Mitrane delivers the oracle. Semiramide interprets the prophecy that with Arsace’s return and a new marriage her troubles will be over, in fulfilment of her wish. She assigns Mitrane to prepare the wedding festivities and to summon the people once more. Full of hope, Arsace approaches the queen. He confesses to her that he does not wish to serve Assur. Arsace is delighted to learn from Semiramide that she will not grant the princess’s hand to Assur.
 She promises him the supreme reward if he remains true to his feelings. Arsace confesses that he is consumed by love.
 They both indulge in scenes of sweetest bliss.
 Assur is surprised to meet Oroe once again in the palace after fifteen years. Oroe reminds him of the reason for his retreat into the temple on that terrible night when the hand of death deprived Assyria of its good king and his successor, Ninia. Assur quickly changes the subject and comes to speak to Arsace. He warns him and his allies against contesting the throne with him. Oroe, left alone, foresees that the wicked Assur will be punished.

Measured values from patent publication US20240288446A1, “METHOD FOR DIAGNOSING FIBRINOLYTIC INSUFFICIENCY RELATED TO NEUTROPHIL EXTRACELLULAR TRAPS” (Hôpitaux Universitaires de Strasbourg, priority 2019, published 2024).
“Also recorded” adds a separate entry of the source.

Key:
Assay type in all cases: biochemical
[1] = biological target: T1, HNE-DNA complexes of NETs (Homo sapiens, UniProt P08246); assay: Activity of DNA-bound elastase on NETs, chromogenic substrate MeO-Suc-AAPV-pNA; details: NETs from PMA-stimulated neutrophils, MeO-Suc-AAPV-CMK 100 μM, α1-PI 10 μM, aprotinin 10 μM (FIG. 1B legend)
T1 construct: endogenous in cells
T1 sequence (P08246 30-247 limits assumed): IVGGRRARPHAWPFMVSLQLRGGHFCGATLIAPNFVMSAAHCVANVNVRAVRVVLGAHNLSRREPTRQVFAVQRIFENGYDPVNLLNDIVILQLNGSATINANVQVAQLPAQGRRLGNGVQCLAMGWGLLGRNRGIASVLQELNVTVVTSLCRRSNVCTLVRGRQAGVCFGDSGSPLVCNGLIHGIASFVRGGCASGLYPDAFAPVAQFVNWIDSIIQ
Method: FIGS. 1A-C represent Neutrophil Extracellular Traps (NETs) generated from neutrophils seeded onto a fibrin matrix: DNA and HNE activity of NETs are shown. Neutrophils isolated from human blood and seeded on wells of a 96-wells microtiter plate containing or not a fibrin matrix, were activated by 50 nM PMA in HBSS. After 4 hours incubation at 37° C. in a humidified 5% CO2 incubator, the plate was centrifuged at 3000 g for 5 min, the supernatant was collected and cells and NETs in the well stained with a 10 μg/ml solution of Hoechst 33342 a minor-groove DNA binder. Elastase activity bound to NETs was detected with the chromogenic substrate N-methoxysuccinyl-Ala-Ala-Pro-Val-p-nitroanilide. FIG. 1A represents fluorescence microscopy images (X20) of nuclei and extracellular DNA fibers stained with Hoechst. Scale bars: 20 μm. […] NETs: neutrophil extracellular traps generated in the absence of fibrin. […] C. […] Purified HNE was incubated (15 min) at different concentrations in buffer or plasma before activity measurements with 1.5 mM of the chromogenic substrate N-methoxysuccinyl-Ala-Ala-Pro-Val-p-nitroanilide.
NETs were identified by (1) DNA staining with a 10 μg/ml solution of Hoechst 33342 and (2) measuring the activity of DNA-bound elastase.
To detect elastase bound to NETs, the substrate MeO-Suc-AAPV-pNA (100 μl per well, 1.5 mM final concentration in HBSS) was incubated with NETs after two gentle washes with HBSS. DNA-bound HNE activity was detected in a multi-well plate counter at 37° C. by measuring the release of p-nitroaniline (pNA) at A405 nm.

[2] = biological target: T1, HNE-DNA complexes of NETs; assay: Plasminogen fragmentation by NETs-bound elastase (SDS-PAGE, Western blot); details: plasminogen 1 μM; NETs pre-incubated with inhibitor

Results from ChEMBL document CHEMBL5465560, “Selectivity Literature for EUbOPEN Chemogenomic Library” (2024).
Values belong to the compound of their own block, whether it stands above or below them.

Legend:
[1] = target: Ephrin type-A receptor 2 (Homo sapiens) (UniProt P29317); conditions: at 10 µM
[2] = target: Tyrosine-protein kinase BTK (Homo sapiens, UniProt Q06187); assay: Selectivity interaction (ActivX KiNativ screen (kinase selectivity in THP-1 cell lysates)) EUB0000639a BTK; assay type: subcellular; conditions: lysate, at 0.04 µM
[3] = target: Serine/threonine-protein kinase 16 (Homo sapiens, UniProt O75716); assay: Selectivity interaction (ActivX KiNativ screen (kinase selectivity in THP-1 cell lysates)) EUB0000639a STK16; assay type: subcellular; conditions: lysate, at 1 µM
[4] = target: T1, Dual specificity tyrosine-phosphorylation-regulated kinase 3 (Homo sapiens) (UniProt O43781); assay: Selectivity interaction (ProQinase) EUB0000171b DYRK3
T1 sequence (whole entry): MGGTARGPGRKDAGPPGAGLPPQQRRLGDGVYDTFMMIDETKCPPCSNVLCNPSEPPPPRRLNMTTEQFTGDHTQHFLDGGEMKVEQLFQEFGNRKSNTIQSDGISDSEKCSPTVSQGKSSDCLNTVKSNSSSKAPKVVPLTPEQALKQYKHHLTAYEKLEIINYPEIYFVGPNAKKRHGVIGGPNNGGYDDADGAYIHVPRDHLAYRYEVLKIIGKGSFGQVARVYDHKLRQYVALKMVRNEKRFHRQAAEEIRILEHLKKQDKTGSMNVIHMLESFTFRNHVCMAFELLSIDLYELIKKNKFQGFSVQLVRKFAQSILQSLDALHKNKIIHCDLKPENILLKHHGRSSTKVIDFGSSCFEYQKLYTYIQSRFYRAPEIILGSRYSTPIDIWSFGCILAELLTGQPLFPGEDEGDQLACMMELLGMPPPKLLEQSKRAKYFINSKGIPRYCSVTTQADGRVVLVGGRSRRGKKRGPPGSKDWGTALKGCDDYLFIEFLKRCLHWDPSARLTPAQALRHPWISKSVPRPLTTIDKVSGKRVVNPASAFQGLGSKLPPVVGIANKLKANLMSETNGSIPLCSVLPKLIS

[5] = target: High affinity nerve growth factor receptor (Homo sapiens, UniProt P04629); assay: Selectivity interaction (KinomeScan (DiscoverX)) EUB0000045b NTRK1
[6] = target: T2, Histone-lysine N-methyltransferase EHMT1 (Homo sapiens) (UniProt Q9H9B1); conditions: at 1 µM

A glorious location in the palace with a view over Babylon. The throne is on the right. On the left is the antechamber in front of the mausoleum of King Nino.
 The entire royal household and the people have gathered in the palace. The priests and people celebrate in song this great day when Assyria is to have a new king.
 Semiramide requests that all swear to respect her decision.
 Then, to general surprise, she declares that he who will be the new king will also be her consort, namely Arsace. Assur is outraged at the choice of a Scythian, Idreno asks for the hand of Azema and Semiramide promises her to him. Arsace explains that he had hoped for something other than the throne from her. She has hardly confirmed that through him she will give Assyria back to Nino and his son than the earth begins to shake.
 A pitiful lament rises from the mausoleum, leaving everyone petrified.
 To general consternation Nino’s ghost emerges from the depths of the tomb. The ghost declares that Arsace shall reign but that first he must offer up a sacrifice to his grave. From Semiramide, who wants to follow him into the grave, the ghost commands respect: if the gods so wish it he will call her to him. As the ghost withdraws back into the grave and the tomb closes, the horrified crowd asks about the reason for the divine wrath.